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Kernow a'gas dynergh

The Cornish Guide - Cornwall / Kernow

The Cornish Guide - Cornwall / Kernow

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Sea-faring Tales from Cornwall

Cornwall is renown for it's sea-faring and smuggling history. This doesn't necessarily mean Cornwall was more of a hub for smuggling than the rest of the UK, it just seems that it has been documented far more along our coasts.


Below you will find a few short sea-faring and smuggling stories based on actual events.

Pirate small HMS Association

HMS Association

Year: 1707


The Royal Navy's biggest peacetime disaster with a loss of around 1,500 sailors and four ships; HMS Association, HMS Eagle, HMS Romney and HMS Firebrand. Legend has it that Sir Clowdisley Shovell, commanding the fleet, made mistakes with longitudinal positions and Association was wrecked on the Gilstone losing all crew - some 800 hands. Eagle & Romney also went down with all hands bar one after striking either Pednathise Head or Daisy. As a result, Parliament passed the Longitudinal Act of 1714.

Smuggling lottery sign reward

The Lottery

Year: 1798


Polperro cutter which had long been a target for customs. Chief customs official Ambrose Bowden rounds up 4 men into a rowing boat at confronts the Lottery at Penlee Point. Shots rang out and one of the revenue crew, Humphry Glinn, is shot dead. The Lottery heads for Guernsey and wasn't picked up again until May 1799. The crew jumped ship and eventually Thomas Potter was sentenced to be 'hanged by the neck until you shall be dead and your body will be dissected and anatomised..".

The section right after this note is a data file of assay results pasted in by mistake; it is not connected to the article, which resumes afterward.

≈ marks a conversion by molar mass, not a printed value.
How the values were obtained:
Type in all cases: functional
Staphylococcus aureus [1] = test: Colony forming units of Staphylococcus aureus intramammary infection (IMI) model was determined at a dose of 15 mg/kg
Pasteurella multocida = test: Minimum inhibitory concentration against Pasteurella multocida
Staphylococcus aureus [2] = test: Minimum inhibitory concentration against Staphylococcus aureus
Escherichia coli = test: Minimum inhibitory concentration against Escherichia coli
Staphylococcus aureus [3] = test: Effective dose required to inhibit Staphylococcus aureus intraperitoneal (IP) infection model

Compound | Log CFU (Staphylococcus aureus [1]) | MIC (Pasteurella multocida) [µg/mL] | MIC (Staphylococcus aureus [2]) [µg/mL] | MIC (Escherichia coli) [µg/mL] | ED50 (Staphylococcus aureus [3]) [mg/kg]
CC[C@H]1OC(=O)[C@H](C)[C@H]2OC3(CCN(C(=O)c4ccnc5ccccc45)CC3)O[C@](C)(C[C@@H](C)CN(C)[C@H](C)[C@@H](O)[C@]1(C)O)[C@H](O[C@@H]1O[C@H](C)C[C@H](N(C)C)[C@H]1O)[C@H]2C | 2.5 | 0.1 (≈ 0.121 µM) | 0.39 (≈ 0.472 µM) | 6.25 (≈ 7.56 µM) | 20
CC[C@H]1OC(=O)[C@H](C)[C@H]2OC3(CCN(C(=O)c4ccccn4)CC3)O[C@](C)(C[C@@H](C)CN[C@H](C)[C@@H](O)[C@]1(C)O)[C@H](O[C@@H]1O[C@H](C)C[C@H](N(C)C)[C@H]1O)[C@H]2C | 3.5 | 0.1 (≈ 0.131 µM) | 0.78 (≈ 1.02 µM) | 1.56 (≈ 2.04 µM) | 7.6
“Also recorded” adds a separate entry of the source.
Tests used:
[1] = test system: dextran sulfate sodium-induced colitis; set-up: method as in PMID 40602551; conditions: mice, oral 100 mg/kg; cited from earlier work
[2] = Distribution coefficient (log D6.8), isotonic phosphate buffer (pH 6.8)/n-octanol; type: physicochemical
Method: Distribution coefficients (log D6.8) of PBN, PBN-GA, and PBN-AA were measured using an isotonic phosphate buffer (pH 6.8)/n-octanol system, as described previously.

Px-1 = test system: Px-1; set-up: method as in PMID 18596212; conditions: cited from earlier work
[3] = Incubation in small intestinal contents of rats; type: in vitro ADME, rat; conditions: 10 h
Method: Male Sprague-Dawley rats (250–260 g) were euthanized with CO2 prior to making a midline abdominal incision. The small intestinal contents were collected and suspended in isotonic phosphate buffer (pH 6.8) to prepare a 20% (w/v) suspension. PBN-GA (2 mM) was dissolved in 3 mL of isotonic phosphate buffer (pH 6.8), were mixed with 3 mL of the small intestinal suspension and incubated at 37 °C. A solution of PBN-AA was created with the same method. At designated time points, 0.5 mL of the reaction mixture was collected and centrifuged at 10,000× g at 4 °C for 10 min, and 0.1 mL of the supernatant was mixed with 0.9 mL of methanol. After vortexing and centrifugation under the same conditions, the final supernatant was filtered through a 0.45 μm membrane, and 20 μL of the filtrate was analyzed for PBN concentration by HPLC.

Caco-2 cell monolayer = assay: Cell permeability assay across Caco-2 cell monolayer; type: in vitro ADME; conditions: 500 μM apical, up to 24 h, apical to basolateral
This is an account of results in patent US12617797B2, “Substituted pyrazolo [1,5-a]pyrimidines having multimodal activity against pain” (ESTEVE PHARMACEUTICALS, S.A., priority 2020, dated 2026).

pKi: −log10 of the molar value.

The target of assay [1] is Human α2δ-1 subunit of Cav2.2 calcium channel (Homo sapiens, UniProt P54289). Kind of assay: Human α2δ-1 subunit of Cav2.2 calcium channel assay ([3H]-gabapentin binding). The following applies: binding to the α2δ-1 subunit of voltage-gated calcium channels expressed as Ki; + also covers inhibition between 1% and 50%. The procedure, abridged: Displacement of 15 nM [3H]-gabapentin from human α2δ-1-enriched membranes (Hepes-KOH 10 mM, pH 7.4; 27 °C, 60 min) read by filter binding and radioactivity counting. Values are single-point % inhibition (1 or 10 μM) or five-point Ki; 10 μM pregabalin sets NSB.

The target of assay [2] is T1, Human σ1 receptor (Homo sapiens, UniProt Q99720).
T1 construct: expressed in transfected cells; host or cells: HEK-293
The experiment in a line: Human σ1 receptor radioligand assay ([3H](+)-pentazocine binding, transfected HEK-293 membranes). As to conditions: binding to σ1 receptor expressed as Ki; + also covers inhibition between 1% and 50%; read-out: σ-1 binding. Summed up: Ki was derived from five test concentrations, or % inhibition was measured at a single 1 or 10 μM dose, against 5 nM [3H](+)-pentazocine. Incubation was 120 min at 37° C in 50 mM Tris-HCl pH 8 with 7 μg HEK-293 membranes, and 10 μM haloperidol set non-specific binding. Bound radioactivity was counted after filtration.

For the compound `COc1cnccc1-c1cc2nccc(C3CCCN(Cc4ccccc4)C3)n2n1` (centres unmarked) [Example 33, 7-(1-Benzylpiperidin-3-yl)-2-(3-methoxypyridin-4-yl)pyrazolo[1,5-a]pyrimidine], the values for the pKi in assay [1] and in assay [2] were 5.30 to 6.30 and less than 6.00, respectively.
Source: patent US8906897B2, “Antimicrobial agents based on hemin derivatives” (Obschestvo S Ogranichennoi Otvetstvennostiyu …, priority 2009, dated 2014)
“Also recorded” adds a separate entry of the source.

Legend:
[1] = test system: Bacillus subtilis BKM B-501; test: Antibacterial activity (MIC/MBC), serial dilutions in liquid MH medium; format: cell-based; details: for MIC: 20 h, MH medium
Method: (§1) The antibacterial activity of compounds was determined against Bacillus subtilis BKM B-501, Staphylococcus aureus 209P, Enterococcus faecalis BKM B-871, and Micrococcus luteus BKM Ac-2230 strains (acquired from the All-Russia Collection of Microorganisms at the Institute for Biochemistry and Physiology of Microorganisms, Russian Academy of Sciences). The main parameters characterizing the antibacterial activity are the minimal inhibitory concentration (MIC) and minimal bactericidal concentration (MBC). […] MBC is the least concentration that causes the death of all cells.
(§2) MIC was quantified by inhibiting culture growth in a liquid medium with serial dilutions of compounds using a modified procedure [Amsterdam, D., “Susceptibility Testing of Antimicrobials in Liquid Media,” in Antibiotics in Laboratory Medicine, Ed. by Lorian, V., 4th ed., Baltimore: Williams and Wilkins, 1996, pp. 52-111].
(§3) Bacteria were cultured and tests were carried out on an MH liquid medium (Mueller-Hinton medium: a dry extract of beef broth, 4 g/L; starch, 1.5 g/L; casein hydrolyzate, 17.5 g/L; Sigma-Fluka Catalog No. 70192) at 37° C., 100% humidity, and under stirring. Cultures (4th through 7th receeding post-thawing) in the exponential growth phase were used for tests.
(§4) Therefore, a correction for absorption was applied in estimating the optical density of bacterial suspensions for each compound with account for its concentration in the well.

Black Joan

Year: 18th & 19th Century


Ruthless smuggler of spirits known to have killed a Jamaican sailor in a pub brawl. Black Joan used St George's Island (Looe Island) and its maze of tunnels to hide their illegal alcohol before bringing ashore. Legend has it that a local farmer, also in on the smuggling, used to ride a white horse across the beach to let Black Joan know if it was all clear and free from customs officials. Despite many witnesses, she was never convicted of the murder.


Henry Cuttance

Year: 19th Century


Local smuggler Henry cuttance was awarded a Silver Cup by the King of Norway for saving the lives of a number of Norwegian sailors. The crew of the Elizabeth, from Bergen in Norway, ran aground close to the cliffs of Gunwalloe. After rescuing the captain and three of his crew, Henry searched the nearby cliffs and came across three more sailors huddled in a precarious position. After providing them with coffee & bread they then hauled them all to safety using a chair tied to a rope. Proper Job!

Cruel Coppinger

The Cruel Coppinger

Year: 1792/3


Even to this very day the mystery of who actually was the Cruel Coppinger remains. Legend had it that he cut off the head of a revenue officer and was known to capture anyone who offended him and forced them to carry out his orders until he deemed the ransom paid. A well built man, apparently he swam ashore in the middle of a storm too! Smuggled copious amounts of Brandy, chests of tea and other types of booty. Later declared bankrupt and sent to King's Bench Prison.

King of Prussia

The Carter Family

Year: 1770-1807


Operating in the Mount's Bay area, nr Penzance, brothers John 'King of Prussia' and Harry Carter (who went on to write 'The Autobiography of a Cornish Smuggler') were regarded by many as the most fearsome of them all and also held in high regard too. John was said to be an honest, godly man and another story tells of how he broke into a customs holding pound and only took the tea that was confiscated from him personally - he took nothing that wasn't his own.

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